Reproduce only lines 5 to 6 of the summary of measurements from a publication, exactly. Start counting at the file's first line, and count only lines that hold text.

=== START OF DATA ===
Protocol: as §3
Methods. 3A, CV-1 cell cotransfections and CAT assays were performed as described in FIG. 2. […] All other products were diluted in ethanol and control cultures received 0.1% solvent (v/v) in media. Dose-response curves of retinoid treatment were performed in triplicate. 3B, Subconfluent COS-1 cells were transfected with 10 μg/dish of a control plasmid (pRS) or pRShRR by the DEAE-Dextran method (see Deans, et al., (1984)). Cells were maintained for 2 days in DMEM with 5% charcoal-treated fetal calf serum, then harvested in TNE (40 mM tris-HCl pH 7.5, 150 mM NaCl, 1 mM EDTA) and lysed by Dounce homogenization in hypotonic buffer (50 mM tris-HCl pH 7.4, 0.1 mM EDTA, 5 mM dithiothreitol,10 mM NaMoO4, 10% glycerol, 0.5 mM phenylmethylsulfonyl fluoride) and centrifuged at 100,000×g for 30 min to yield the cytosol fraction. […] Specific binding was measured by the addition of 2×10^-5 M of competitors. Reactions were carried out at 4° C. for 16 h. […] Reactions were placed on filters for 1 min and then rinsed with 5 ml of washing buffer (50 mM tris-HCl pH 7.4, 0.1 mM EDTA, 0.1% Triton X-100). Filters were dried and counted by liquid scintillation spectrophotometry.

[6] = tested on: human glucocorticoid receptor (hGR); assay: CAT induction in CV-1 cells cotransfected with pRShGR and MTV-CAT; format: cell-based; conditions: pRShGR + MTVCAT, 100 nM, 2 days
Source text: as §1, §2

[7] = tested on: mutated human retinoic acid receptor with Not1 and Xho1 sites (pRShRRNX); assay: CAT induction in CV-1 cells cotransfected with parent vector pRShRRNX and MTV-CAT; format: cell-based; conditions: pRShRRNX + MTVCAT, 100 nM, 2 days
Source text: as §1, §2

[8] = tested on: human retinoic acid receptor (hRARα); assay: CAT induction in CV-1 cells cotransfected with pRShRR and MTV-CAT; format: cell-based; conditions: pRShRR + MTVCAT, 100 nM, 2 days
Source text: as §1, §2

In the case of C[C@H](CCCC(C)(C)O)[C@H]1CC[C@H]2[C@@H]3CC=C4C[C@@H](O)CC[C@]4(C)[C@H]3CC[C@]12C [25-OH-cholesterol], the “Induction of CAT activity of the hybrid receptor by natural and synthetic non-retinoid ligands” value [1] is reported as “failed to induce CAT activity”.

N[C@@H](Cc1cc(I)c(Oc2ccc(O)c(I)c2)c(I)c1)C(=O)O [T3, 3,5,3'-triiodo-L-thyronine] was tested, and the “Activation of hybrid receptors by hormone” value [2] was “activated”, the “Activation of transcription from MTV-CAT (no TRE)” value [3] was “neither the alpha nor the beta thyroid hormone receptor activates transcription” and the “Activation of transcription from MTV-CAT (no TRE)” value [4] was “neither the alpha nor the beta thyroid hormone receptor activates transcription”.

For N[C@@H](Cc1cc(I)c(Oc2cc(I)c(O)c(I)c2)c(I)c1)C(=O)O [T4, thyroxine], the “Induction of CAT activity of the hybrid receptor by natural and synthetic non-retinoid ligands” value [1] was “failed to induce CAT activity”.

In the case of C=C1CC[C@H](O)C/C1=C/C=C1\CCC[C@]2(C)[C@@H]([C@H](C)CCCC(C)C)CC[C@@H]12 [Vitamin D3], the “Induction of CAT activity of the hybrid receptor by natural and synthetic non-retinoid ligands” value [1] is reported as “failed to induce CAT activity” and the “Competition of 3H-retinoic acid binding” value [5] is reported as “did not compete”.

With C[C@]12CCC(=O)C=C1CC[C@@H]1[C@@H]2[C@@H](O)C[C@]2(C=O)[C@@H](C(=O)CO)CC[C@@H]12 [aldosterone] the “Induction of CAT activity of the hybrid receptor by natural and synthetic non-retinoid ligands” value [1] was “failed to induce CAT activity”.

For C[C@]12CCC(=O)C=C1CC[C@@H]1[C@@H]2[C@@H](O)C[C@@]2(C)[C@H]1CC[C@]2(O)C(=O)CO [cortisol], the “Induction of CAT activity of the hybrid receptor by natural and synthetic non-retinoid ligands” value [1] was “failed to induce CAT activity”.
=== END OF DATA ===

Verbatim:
[7] = tested on: mutated human retinoic acid receptor with Not1 and Xho1 sites (pRShRRNX); assay: CAT induction in CV-1 cells cotransfected with parent vector pRShRRNX and MTV-CAT; format: cell-based; conditions: pRShRRNX + MTVCAT, 100 nM, 2 days
Source text: as §1, §2